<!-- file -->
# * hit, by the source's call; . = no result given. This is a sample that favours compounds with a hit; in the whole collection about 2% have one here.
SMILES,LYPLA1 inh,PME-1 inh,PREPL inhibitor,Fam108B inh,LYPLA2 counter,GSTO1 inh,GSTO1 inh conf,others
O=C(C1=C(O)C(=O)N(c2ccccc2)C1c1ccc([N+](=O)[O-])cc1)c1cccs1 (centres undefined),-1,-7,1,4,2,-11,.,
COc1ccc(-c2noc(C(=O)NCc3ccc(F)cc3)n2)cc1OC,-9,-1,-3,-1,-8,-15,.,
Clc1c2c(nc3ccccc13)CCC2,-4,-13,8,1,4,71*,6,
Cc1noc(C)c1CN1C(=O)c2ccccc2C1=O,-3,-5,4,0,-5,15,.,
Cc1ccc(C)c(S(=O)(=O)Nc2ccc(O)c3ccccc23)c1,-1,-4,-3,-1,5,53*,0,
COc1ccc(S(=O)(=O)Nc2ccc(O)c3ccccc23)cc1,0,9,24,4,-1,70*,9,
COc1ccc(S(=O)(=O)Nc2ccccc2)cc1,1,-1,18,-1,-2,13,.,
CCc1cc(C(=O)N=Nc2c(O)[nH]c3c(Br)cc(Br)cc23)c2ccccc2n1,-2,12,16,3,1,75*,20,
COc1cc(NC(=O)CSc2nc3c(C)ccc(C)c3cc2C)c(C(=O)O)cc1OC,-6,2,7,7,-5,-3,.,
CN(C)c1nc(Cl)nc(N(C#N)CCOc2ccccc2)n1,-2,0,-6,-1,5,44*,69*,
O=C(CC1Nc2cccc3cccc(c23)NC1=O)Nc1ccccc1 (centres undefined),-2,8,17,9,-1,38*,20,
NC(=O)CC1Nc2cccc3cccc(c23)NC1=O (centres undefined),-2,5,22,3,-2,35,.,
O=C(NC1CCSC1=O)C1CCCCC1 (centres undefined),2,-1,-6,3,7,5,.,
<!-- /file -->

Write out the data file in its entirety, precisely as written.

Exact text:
# * hit, by the source's call; . = no result given. This is a sample that favours compounds with a hit; in the whole collection about 2% have one here.
SMILES,LYPLA1 inh,PME-1 inh,PREPL inhibitor,Fam108B inh,LYPLA2 counter,GSTO1 inh,GSTO1 inh conf,others
O=C(C1=C(O)C(=O)N(c2ccccc2)C1c1ccc([N+](=O)[O-])cc1)c1cccs1 (centres undefined),-1,-7,1,4,2,-11,.,
COc1ccc(-c2noc(C(=O)NCc3ccc(F)cc3)n2)cc1OC,-9,-1,-3,-1,-8,-15,.,
Clc1c2c(nc3ccccc13)CCC2,-4,-13,8,1,4,71*,6,
Cc1noc(C)c1CN1C(=O)c2ccccc2C1=O,-3,-5,4,0,-5,15,.,
Cc1ccc(C)c(S(=O)(=O)Nc2ccc(O)c3ccccc23)c1,-1,-4,-3,-1,5,53*,0,
COc1ccc(S(=O)(=O)Nc2ccc(O)c3ccccc23)cc1,0,9,24,4,-1,70*,9,
COc1ccc(S(=O)(=O)Nc2ccccc2)cc1,1,-1,18,-1,-2,13,.,
CCc1cc(C(=O)N=Nc2c(O)[nH]c3c(Br)cc(Br)cc23)c2ccccc2n1,-2,12,16,3,1,75*,20,
COc1cc(NC(=O)CSc2nc3c(C)ccc(C)c3cc2C)c(C(=O)O)cc1OC,-6,2,7,7,-5,-3,.,
CN(C)c1nc(Cl)nc(N(C#N)CCOc2ccccc2)n1,-2,0,-6,-1,5,44*,69*,
O=C(CC1Nc2cccc3cccc(c23)NC1=O)Nc1ccccc1 (centres undefined),-2,8,17,9,-1,38*,20,
NC(=O)CC1Nc2cccc3cccc(c23)NC1=O (centres undefined),-2,5,22,3,-2,35,.,
O=C(NC1CCSC1=O)C1CCCCC1 (centres undefined),2,-1,-6,3,7,5,.,